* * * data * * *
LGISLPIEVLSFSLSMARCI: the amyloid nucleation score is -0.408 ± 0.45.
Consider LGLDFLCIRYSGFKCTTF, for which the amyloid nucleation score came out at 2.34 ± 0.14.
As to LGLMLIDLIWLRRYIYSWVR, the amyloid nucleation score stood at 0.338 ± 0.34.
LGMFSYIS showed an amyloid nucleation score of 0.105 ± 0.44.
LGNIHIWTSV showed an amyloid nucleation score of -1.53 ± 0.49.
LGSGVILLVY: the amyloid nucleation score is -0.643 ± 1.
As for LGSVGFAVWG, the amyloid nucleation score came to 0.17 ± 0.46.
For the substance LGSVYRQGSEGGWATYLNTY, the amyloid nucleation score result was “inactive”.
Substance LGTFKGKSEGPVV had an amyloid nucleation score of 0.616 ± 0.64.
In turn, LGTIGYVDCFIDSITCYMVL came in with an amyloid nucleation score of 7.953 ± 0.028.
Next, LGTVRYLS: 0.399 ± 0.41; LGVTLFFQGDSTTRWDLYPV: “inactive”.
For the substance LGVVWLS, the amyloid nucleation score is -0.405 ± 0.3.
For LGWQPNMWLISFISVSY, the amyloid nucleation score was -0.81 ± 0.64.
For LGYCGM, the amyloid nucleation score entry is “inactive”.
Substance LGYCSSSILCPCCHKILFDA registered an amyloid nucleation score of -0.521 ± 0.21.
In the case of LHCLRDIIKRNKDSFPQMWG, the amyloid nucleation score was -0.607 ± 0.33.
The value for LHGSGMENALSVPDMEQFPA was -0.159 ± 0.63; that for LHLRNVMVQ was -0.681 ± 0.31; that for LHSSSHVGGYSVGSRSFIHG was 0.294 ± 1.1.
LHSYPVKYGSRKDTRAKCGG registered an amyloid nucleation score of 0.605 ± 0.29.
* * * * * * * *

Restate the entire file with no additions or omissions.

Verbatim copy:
LGISLPIEVLSFSLSMARCI: the amyloid nucleation score is -0.408 ± 0.45.
Consider LGLDFLCIRYSGFKCTTF, for which the amyloid nucleation score came out at 2.34 ± 0.14.
As to LGLMLIDLIWLRRYIYSWVR, the amyloid nucleation score stood at 0.338 ± 0.34.
LGMFSYIS showed an amyloid nucleation score of 0.105 ± 0.44.
LGNIHIWTSV showed an amyloid nucleation score of -1.53 ± 0.49.
LGSGVILLVY: the amyloid nucleation score is -0.643 ± 1.
As for LGSVGFAVWG, the amyloid nucleation score came to 0.17 ± 0.46.
For the substance LGSVYRQGSEGGWATYLNTY, the amyloid nucleation score result was “inactive”.
Substance LGTFKGKSEGPVV had an amyloid nucleation score of 0.616 ± 0.64.
In turn, LGTIGYVDCFIDSITCYMVL came in with an amyloid nucleation score of 7.953 ± 0.028.
Next, LGTVRYLS: 0.399 ± 0.41; LGVTLFFQGDSTTRWDLYPV: “inactive”.
For the substance LGVVWLS, the amyloid nucleation score is -0.405 ± 0.3.
For LGWQPNMWLISFISVSY, the amyloid nucleation score was -0.81 ± 0.64.
For LGYCGM, the amyloid nucleation score entry is “inactive”.
Substance LGYCSSSILCPCCHKILFDA registered an amyloid nucleation score of -0.521 ± 0.21.
In the case of LHCLRDIIKRNKDSFPQMWG, the amyloid nucleation score was -0.607 ± 0.33.
The value for LHGSGMENALSVPDMEQFPA was -0.159 ± 0.63; that for LHLRNVMVQ was -0.681 ± 0.31; that for LHSSSHVGGYSVGSRSFIHG was 0.294 ± 1.1.
LHSYPVKYGSRKDTRAKCGG registered an amyloid nucleation score of 0.605 ± 0.29.